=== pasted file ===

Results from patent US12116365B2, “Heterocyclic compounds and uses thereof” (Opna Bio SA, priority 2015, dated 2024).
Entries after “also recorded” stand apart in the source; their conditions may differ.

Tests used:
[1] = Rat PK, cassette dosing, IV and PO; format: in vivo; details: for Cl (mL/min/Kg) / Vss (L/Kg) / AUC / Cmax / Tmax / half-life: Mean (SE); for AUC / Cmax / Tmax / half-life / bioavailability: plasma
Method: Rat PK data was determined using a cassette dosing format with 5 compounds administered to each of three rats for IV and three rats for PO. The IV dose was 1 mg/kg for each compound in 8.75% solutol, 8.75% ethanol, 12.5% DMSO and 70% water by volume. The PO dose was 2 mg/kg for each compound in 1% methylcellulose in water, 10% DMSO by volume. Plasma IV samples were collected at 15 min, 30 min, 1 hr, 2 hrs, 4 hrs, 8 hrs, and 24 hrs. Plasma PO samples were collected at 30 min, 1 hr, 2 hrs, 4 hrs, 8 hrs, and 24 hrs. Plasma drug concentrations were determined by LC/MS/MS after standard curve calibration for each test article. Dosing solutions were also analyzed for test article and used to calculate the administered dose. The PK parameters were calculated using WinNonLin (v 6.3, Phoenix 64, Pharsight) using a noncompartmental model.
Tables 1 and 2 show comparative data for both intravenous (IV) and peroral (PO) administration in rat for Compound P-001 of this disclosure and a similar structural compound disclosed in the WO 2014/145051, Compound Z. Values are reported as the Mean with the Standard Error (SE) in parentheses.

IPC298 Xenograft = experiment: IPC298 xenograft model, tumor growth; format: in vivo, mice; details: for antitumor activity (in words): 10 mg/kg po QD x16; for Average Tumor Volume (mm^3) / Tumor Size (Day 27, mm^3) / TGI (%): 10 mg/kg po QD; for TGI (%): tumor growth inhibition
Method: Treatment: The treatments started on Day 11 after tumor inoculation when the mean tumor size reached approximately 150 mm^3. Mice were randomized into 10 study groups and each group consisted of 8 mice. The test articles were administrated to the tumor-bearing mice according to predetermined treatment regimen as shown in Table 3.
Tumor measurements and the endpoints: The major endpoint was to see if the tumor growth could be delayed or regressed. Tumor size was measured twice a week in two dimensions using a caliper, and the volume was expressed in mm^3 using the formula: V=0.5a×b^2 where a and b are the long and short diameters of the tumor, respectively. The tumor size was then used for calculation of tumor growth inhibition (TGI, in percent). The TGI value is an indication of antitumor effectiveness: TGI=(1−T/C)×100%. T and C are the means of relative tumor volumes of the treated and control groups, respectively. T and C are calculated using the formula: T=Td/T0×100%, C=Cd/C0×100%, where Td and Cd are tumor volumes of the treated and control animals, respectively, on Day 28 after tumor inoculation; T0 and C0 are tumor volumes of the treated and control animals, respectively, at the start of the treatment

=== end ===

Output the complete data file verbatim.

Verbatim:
Results from patent US12116365B2, “Heterocyclic compounds and uses thereof” (Opna Bio SA, priority 2015, dated 2024).
Entries after “also recorded” stand apart in the source; their conditions may differ.

Tests used:
[1] = Rat PK, cassette dosing, IV and PO; format: in vivo; details: for Cl (mL/min/Kg) / Vss (L/Kg) / AUC / Cmax / Tmax / half-life: Mean (SE); for AUC / Cmax / Tmax / half-life / bioavailability: plasma
Method: Rat PK data was determined using a cassette dosing format with 5 compounds administered to each of three rats for IV and three rats for PO. The IV dose was 1 mg/kg for each compound in 8.75% solutol, 8.75% ethanol, 12.5% DMSO and 70% water by volume. The PO dose was 2 mg/kg for each compound in 1% methylcellulose in water, 10% DMSO by volume. Plasma IV samples were collected at 15 min, 30 min, 1 hr, 2 hrs, 4 hrs, 8 hrs, and 24 hrs. Plasma PO samples were collected at 30 min, 1 hr, 2 hrs, 4 hrs, 8 hrs, and 24 hrs. Plasma drug concentrations were determined by LC/MS/MS after standard curve calibration for each test article. Dosing solutions were also analyzed for test article and used to calculate the administered dose. The PK parameters were calculated using WinNonLin (v 6.3, Phoenix 64, Pharsight) using a noncompartmental model.
Tables 1 and 2 show comparative data for both intravenous (IV) and peroral (PO) administration in rat for Compound P-001 of this disclosure and a similar structural compound disclosed in the WO 2014/145051, Compound Z. Values are reported as the Mean with the Standard Error (SE) in parentheses.

IPC298 Xenograft = experiment: IPC298 xenograft model, tumor growth; format: in vivo, mice; details: for antitumor activity (in words): 10 mg/kg po QD x16; for Average Tumor Volume (mm^3) / Tumor Size (Day 27, mm^3) / TGI (%): 10 mg/kg po QD; for TGI (%): tumor growth inhibition
Method: Treatment: The treatments started on Day 11 after tumor inoculation when the mean tumor size reached approximately 150 mm^3. Mice were randomized into 10 study groups and each group consisted of 8 mice. The test articles were administrated to the tumor-bearing mice according to predetermined treatment regimen as shown in Table 3.
Tumor measurements and the endpoints: The major endpoint was to see if the tumor growth could be delayed or regressed. Tumor size was measured twice a week in two dimensions using a caliper, and the volume was expressed in mm^3 using the formula: V=0.5a×b^2 where a and b are the long and short diameters of the tumor, respectively. The tumor size was then used for calculation of tumor growth inhibition (TGI, in percent). The TGI value is an indication of antitumor effectiveness: TGI=(1−T/C)×100%. T and C are the means of relative tumor volumes of the treated and control groups, respectively. T and C are calculated using the formula: T=Td/T0×100%, C=Cd/C0×100%, where Td and Cd are tumor volumes of the treated and control animals, respectively, on Day 28 after tumor inoculation; T0 and C0 are tumor volumes of the treated and control animals, respectively, at the start of the treatment